Arena /

Arthur Fink, Fabian Marti, and Oskar Weiss on Hacienda / Zurich

Is Hacienda an “off space”?

Yes, but we don’t like to call it that. To us Hacienda is an exhibition space. It’s a hybrid, an artist­-run space. Arthur is a curator, Oskar has had a gallery and Fabian is an artist.

You’ve just moved into a new space. Last summer it seemed like every art space in Zurich lost its home: you, Taylor Macklin, Plymouth Rock, Muda Mura Muri. Is this symptomatic of Zurich right now?

It’s something that comes from Zurich’s economic structure. All of these spaces are temporary or precarious; nobody can really afford a permanent space. Even after receiving money from the city and the canton you’re lucky if it covers the rent. It’s almost impossible for a nonprofit to have a permanent space. It’s a choice that favors the commercial, and we’re not at the point where we want to do that. When we started Hacienda a year ago we knew we were going to have to move because the lease was limited. This is a good format though, because otherwise things get repetitive. For a year every project can be sort of site specific. The new location is a former childcare center, and it’s exciting for us. There’s all this history it holds: Zwingli, the Swiss reformer, worked here, and Hans Fischli, the artist and architect, renovated it. There’s a connection to recent and older Swiss history. The space is the reason we invited Andreas Dobler to do the first show here, whose childhood imagery and esotericism fits perfectly.

Last year you did projects with both Dobler and Anton Bruhin. What is Hacienda’s interest in working with these very Swiss artists of an older generation?

First of all we are huge fans of their work. Both Bruhin and Dobler have been around for a long time, but they didn’t really have shows in a younger context. Nevertheless, they are artists that had and still have relevance in the local scene. They have been actively working and showing, but in our certain group it just wasn’t seen. Individually both are relevant to contemporary positions. Dobler’s paintings add to discussions around post­conceptual and postdigital imagery, but he began working on them in the 1980s. Anton Bruhin was one of the first artists in Switzerland to experiment with performance, doing them at Bellvueplatz, near here, when nobody was even thinking about these things. Our logic hasn’t been one of rediscovery because we didn’t frame it historically; it’s important that we showed new works alongside older ones.

The other consistency I notice is that of a West Coast connection: Keith Boadwee, Liz Craft, Pentti Monkkonen…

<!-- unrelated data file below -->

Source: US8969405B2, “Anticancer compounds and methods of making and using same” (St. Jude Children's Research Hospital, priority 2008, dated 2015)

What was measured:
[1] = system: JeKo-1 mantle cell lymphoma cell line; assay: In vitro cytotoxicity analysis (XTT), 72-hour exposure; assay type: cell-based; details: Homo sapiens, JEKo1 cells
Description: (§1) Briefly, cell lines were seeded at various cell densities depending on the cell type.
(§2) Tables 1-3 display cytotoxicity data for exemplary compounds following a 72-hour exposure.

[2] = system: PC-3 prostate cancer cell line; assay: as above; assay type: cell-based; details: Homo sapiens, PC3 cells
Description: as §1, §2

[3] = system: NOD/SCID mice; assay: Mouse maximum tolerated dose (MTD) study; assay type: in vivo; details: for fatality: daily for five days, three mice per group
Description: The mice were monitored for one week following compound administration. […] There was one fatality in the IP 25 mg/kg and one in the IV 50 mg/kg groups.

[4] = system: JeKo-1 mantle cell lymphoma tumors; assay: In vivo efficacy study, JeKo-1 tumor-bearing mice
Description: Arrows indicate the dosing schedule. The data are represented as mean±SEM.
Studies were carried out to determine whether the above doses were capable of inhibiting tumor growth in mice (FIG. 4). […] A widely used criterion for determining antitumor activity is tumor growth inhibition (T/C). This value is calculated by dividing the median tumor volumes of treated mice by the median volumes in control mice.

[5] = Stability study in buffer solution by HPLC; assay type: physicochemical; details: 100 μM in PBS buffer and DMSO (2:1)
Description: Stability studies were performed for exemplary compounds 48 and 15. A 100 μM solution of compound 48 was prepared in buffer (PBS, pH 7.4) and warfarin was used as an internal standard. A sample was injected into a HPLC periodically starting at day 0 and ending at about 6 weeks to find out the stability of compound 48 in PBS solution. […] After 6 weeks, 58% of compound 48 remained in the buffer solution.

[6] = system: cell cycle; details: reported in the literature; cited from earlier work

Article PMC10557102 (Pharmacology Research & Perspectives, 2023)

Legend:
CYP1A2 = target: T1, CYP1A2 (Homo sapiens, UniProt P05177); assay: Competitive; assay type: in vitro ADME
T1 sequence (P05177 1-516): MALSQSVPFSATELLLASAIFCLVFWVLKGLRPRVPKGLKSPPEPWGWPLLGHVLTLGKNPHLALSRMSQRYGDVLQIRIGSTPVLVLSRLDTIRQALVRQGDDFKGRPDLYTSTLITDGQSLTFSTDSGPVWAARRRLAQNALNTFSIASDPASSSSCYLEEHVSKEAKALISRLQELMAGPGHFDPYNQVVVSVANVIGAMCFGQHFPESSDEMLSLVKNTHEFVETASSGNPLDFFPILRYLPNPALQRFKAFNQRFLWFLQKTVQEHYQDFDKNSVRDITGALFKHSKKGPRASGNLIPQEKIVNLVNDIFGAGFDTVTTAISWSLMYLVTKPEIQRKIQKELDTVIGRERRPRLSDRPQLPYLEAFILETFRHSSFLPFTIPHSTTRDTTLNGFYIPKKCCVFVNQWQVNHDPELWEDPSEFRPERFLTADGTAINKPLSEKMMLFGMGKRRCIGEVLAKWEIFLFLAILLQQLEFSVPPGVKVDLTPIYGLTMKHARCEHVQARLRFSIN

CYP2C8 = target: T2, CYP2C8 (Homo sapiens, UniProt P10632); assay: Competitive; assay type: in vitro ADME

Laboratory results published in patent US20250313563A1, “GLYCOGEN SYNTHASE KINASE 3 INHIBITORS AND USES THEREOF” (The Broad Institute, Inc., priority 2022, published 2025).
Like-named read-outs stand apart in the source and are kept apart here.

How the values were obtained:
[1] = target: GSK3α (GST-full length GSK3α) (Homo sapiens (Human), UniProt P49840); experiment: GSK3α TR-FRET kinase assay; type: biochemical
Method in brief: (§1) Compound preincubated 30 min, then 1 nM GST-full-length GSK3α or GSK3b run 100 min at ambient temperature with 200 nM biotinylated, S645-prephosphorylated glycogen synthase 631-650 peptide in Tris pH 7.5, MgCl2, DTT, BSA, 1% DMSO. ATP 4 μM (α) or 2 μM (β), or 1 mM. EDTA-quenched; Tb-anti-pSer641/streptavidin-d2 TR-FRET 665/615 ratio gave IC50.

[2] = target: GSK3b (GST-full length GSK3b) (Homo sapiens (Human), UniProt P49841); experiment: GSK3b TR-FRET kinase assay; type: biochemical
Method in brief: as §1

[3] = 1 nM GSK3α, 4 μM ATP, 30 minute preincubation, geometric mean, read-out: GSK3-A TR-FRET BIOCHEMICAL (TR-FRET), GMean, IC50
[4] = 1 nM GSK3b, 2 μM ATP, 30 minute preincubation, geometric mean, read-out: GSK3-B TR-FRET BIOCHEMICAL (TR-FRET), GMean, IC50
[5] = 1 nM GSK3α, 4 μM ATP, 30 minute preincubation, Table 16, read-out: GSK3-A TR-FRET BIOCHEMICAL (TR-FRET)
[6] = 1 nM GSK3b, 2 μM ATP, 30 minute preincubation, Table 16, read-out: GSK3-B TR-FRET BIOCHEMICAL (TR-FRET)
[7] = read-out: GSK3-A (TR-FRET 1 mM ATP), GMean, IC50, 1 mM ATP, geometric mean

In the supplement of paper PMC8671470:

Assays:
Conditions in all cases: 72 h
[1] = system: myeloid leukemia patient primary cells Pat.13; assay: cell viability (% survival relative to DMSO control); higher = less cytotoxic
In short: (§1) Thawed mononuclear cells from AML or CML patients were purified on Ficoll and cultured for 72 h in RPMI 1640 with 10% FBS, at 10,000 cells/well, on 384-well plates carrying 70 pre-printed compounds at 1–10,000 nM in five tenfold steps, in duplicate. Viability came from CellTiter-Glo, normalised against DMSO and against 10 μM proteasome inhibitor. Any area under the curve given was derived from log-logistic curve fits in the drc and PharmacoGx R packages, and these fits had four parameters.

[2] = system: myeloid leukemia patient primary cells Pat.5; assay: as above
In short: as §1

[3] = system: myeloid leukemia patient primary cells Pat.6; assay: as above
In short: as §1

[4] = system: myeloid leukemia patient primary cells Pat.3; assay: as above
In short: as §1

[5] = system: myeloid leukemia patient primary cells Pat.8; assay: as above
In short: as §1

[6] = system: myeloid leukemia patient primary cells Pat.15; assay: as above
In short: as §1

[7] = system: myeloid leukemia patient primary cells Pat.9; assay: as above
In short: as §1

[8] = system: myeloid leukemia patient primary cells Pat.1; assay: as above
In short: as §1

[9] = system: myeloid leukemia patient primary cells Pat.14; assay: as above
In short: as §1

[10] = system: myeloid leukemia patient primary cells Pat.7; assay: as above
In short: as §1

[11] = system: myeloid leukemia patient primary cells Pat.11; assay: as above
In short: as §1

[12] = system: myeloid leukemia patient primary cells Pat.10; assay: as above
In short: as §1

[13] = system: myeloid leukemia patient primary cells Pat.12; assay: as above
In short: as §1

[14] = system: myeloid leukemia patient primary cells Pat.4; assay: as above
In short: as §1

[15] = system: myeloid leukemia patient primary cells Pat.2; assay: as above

At the core we neither want to dig up old artists or find the new shit. We don’t follow a specific agenda. When we were first talking about doing Hacienda, Fabian said that he wanted to do this thing for one artist, Keith Boadwee, whom he met through Liz and Pentti. We looked at his work and thought of course it would be great. It has to do with friendships and personal biographies. There isn’t any East Coast vs. West Coast thing. It always has to do with us. The last time that Andreas Dobler had a solo exhibition in Zurich was in the context of Amberg & Marti, an exhibition series Fabian ran with Annette Amberg in their apartment when he was a student. From this point of view we do shows with people we know personally and like.

Can you discuss the idea of noncommercial spaces like yourself participating in art fairs like NADA and Paramount Ranch?

We don’t see these fairs as commercial platforms as much as places to meet with fellow artists, curators and gallerists. NADA asked us several times and invited us as an institutional project space. As the models for these kinds of exhibition spaces are changing, we also find that the fairs are trying to connect or build themselves in nontraditional ways as well. We take these opportunities to show Swiss artists that are not known internationally. At the first edition of Paramount Ranch we showed Anton Bruhin, Urs Zahn & Annina Matter and Bernhard Hegglin, who has never been shown in the US before. By definition, of course, you could say it’s a problem to do a fair as a nonprofit. But, fairs and art are merging in different ways than they did even a decade ago. Honestly, we’re happy to sell at an art fair. We’re supported by the state a bit, but the project should work on its own. It shouldn’t be the three of us putting too much money of our own into the project.

What do you all have planned for the rest of 2015?

In December we hosted a Daniel Spoerri show. The centerpiece of the show was the work Rezept Mappen Bibliothek, which consists of ten recipe books by Spoerri illustrated by his friends. We cooked one of the recipes at Hacienda ourselves, and invited friends for the dinner, as an homage to the infamous dinners Spoerri used to host himself. In March we will have a show with Swiss artist Bernhard Hegglin. Also during the month of March Heike Karin Foell will live at Hacienda to prepare her show in April. We are also very much looking forward to the exhibition of Timothée Calame, a young Geneva based artist that will show new works of his in May. We will end our year at Neustadtgasse 11 in June with a show by New York artist Lucky DeBellvue.

by Mitchell Anderson